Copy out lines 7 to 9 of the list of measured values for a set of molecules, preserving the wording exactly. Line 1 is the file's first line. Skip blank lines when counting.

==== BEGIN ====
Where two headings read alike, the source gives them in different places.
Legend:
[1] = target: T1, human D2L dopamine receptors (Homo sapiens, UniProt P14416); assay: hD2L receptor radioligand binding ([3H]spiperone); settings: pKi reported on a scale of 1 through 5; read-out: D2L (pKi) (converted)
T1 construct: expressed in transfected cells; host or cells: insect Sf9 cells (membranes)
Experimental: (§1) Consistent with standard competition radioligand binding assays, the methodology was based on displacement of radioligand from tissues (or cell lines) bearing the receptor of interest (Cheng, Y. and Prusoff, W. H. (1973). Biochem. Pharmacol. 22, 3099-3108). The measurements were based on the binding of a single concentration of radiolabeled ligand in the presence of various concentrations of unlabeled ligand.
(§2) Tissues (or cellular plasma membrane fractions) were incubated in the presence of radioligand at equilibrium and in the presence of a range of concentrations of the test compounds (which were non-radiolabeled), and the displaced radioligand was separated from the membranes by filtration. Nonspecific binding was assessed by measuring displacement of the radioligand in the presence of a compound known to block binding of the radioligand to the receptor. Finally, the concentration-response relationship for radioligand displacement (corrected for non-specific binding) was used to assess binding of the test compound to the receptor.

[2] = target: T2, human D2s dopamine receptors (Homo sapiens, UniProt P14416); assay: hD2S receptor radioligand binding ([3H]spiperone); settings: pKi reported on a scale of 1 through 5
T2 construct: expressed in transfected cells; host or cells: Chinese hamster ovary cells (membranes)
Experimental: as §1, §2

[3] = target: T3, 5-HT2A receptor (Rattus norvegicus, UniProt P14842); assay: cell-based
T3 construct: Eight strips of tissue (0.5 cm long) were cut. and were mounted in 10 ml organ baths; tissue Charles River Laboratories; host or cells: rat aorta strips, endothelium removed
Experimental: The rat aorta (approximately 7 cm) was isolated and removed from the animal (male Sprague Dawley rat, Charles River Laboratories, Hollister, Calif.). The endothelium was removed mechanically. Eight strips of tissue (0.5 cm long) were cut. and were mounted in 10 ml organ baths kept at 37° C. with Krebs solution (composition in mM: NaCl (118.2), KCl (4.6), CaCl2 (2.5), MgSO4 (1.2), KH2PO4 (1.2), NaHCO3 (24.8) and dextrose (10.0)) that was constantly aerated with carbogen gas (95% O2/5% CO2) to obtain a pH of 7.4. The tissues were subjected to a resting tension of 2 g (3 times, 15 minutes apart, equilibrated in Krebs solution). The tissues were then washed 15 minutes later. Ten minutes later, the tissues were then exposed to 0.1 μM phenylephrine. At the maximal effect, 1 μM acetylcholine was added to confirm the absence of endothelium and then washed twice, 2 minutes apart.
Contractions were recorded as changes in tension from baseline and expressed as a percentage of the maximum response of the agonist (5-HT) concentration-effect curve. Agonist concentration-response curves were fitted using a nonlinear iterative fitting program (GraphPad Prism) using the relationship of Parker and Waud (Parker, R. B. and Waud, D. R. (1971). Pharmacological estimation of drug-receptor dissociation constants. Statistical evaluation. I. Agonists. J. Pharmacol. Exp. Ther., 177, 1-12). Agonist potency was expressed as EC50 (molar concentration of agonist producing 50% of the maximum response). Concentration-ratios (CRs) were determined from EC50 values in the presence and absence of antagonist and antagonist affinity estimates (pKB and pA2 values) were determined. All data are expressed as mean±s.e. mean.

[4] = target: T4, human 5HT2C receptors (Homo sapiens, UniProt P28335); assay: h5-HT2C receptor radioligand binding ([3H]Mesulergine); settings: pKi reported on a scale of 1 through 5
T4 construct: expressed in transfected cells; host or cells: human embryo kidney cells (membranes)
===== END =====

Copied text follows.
[2] = target: T2, human D2s dopamine receptors (Homo sapiens, UniProt P14416); assay: hD2S receptor radioligand binding ([3H]spiperone); settings: pKi reported on a scale of 1 through 5
T2 construct: expressed in transfected cells; host or cells: Chinese hamster ovary cells (membranes)
Experimental: as §1, §2